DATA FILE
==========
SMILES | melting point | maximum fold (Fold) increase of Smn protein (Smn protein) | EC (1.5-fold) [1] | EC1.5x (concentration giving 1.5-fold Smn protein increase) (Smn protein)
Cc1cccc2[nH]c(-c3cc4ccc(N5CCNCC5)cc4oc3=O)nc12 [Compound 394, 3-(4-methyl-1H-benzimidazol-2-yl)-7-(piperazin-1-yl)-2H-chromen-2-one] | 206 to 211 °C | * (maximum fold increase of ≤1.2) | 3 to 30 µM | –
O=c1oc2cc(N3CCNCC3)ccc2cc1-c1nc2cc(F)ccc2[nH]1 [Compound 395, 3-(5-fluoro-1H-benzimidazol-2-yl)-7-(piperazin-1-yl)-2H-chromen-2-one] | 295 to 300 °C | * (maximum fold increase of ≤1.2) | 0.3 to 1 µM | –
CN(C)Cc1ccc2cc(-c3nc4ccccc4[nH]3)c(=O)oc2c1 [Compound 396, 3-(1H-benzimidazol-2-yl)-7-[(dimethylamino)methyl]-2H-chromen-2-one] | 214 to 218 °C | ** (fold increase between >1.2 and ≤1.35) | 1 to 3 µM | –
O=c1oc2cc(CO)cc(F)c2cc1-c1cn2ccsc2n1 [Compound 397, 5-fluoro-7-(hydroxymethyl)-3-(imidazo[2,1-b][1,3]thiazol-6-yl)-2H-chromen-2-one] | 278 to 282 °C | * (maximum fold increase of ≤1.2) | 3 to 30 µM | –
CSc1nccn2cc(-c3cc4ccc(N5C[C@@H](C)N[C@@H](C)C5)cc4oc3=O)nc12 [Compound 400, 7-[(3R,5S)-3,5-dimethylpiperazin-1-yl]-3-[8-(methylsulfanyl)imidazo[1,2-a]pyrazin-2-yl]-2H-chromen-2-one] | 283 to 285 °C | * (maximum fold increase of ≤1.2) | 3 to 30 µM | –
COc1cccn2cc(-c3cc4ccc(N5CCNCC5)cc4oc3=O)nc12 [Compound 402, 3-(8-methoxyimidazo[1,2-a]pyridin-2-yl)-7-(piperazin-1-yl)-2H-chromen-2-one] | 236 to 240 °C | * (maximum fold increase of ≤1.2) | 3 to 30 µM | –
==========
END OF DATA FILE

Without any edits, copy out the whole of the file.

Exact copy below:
SMILES | melting point | maximum fold (Fold) increase of Smn protein (Smn protein) | EC (1.5-fold) [1] | EC1.5x (concentration giving 1.5-fold Smn protein increase) (Smn protein)
Cc1cccc2[nH]c(-c3cc4ccc(N5CCNCC5)cc4oc3=O)nc12 [Compound 394, 3-(4-methyl-1H-benzimidazol-2-yl)-7-(piperazin-1-yl)-2H-chromen-2-one] | 206 to 211 °C | * (maximum fold increase of ≤1.2) | 3 to 30 µM | –
O=c1oc2cc(N3CCNCC3)ccc2cc1-c1nc2cc(F)ccc2[nH]1 [Compound 395, 3-(5-fluoro-1H-benzimidazol-2-yl)-7-(piperazin-1-yl)-2H-chromen-2-one] | 295 to 300 °C | * (maximum fold increase of ≤1.2) | 0.3 to 1 µM | –
CN(C)Cc1ccc2cc(-c3nc4ccccc4[nH]3)c(=O)oc2c1 [Compound 396, 3-(1H-benzimidazol-2-yl)-7-[(dimethylamino)methyl]-2H-chromen-2-one] | 214 to 218 °C | ** (fold increase between >1.2 and ≤1.35) | 1 to 3 µM | –
O=c1oc2cc(CO)cc(F)c2cc1-c1cn2ccsc2n1 [Compound 397, 5-fluoro-7-(hydroxymethyl)-3-(imidazo[2,1-b][1,3]thiazol-6-yl)-2H-chromen-2-one] | 278 to 282 °C | * (maximum fold increase of ≤1.2) | 3 to 30 µM | –
CSc1nccn2cc(-c3cc4ccc(N5C[C@@H](C)N[C@@H](C)C5)cc4oc3=O)nc12 [Compound 400, 7-[(3R,5S)-3,5-dimethylpiperazin-1-yl]-3-[8-(methylsulfanyl)imidazo[1,2-a]pyrazin-2-yl]-2H-chromen-2-one] | 283 to 285 °C | * (maximum fold increase of ≤1.2) | 3 to 30 µM | –
COc1cccn2cc(-c3cc4ccc(N5CCNCC5)cc4oc3=O)nc12 [Compound 402, 3-(8-methoxyimidazo[1,2-a]pyridin-2-yl)-7-(piperazin-1-yl)-2H-chromen-2-one] | 236 to 240 °C | * (maximum fold increase of ≤1.2) | 3 to 30 µM | –